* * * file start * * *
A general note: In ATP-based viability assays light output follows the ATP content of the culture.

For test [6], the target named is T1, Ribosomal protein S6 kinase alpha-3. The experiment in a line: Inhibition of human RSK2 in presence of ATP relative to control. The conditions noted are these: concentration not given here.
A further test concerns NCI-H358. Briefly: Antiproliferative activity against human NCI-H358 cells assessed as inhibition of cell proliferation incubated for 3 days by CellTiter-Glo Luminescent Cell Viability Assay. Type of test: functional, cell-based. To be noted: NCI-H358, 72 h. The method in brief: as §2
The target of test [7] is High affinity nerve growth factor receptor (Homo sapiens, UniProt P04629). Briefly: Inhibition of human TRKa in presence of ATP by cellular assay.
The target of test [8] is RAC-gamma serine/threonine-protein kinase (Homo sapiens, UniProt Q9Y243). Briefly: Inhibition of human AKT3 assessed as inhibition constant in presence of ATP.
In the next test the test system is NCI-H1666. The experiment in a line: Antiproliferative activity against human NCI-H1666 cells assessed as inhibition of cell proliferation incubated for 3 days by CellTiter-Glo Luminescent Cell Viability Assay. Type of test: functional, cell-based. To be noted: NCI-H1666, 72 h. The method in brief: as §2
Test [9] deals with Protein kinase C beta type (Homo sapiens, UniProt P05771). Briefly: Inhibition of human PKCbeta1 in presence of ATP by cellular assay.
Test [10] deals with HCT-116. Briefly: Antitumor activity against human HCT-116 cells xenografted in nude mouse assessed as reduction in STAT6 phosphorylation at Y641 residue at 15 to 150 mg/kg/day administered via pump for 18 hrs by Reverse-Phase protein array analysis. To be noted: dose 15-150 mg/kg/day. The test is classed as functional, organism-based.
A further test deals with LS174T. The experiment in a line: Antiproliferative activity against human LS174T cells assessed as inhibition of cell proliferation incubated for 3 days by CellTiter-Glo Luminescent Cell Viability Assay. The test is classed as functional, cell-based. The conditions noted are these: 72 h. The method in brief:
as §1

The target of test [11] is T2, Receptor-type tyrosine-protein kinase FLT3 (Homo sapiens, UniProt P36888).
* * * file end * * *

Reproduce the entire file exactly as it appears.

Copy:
A general note: In ATP-based viability assays light output follows the ATP content of the culture.

For test [6], the target named is T1, Ribosomal protein S6 kinase alpha-3. The experiment in a line: Inhibition of human RSK2 in presence of ATP relative to control. The conditions noted are these: concentration not given here.
A further test concerns NCI-H358. Briefly: Antiproliferative activity against human NCI-H358 cells assessed as inhibition of cell proliferation incubated for 3 days by CellTiter-Glo Luminescent Cell Viability Assay. Type of test: functional, cell-based. To be noted: NCI-H358, 72 h. The method in brief: as §2
The target of test [7] is High affinity nerve growth factor receptor (Homo sapiens, UniProt P04629). Briefly: Inhibition of human TRKa in presence of ATP by cellular assay.
The target of test [8] is RAC-gamma serine/threonine-protein kinase (Homo sapiens, UniProt Q9Y243). Briefly: Inhibition of human AKT3 assessed as inhibition constant in presence of ATP.
In the next test the test system is NCI-H1666. The experiment in a line: Antiproliferative activity against human NCI-H1666 cells assessed as inhibition of cell proliferation incubated for 3 days by CellTiter-Glo Luminescent Cell Viability Assay. Type of test: functional, cell-based. To be noted: NCI-H1666, 72 h. The method in brief: as §2
Test [9] deals with Protein kinase C beta type (Homo sapiens, UniProt P05771). Briefly: Inhibition of human PKCbeta1 in presence of ATP by cellular assay.
Test [10] deals with HCT-116. Briefly: Antitumor activity against human HCT-116 cells xenografted in nude mouse assessed as reduction in STAT6 phosphorylation at Y641 residue at 15 to 150 mg/kg/day administered via pump for 18 hrs by Reverse-Phase protein array analysis. To be noted: dose 15-150 mg/kg/day. The test is classed as functional, organism-based.
A further test deals with LS174T. The experiment in a line: Antiproliferative activity against human LS174T cells assessed as inhibition of cell proliferation incubated for 3 days by CellTiter-Glo Luminescent Cell Viability Assay. The test is classed as functional, cell-based. The conditions noted are these: 72 h. The method in brief:
as §1

The target of test [11] is T2, Receptor-type tyrosine-protein kinase FLT3 (Homo sapiens, UniProt P36888).